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The validity of using health administrative data to identify the involvement of specialized pediatric palliative care teams in children with cancer in Ontario, Canada


Background — Population-based research to identify underserviced populations and the impact of palliative care (PC) is limited as the validity of such data to identify PC services is largely unknown.

Objective —To determine the validity of using such data to identify the involvement of specialized pediatric PC teams among children with cancer.

Design — Retrospective cohort.

Subjects — Ontario children with cancer who died between 2000 and 2012, received care through a pediatric institution with a specialized PC team and a clinical PC database.

Measurements— All patients in the clinical databases were linked to population-based health services administrative databases. Six algorithms were created to indicate the use of formal pediatric PC teams based on the record type (physician billings vs. inpatient records vs. both) and number of eligible codes required (≥1 vs. ≥2). Each was validated against the pediatric PC clinical databases.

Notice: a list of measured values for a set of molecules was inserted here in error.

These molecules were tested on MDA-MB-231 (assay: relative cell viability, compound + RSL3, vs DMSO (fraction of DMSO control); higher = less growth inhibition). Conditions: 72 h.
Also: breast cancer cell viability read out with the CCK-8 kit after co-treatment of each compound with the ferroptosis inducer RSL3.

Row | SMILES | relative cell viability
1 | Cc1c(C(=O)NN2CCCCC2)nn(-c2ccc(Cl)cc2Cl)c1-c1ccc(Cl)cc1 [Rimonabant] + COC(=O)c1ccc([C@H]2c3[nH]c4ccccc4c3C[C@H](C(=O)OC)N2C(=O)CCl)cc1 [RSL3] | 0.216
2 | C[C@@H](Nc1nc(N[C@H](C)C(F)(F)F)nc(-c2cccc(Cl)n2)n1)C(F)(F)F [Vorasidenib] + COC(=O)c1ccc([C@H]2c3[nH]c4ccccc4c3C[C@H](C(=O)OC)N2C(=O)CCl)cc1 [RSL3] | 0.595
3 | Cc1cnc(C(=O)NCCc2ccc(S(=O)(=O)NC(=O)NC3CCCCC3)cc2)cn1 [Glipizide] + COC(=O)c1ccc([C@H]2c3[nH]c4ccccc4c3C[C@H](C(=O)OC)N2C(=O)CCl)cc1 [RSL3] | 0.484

Results — The cohort comprised 572 children; 243 were in the clinical databases. Algorithms using only inpatient records had high specificity (80%-95%) but poor sensitivity (21%-56%). Including physician billings increased sensitivity but lowered specificity. The algorithm with overall best performance required ≥2 physician billing or inpatient diagnosis codes indicating PC [sensitivity 0.79 (95% CI 0.73-0.84), specificity 0.58 (95% CI 0.53-0.64)].

Conclusions — Health administrative data identifies involvement of specialized pediatric PC teams with good sensitivity but low specificity. Studies using such data alone to compare patients receiving and not receiving specialized pediatric PC are at significant risk of misclassification and potential bias. Population-based PC databases should be established to conduct rigorous population-based PC research.



Widger K, Vadeboncoeur C, Zelcer S, Liu Y, Kassam A, Sutradhar R, Rapoport A, Nelson K, Wolfe J, Earle C, Pole JD, Gupta S. J Palliat Med. 2017; 20(11):1210-6. Epub 2017 Jun 8.

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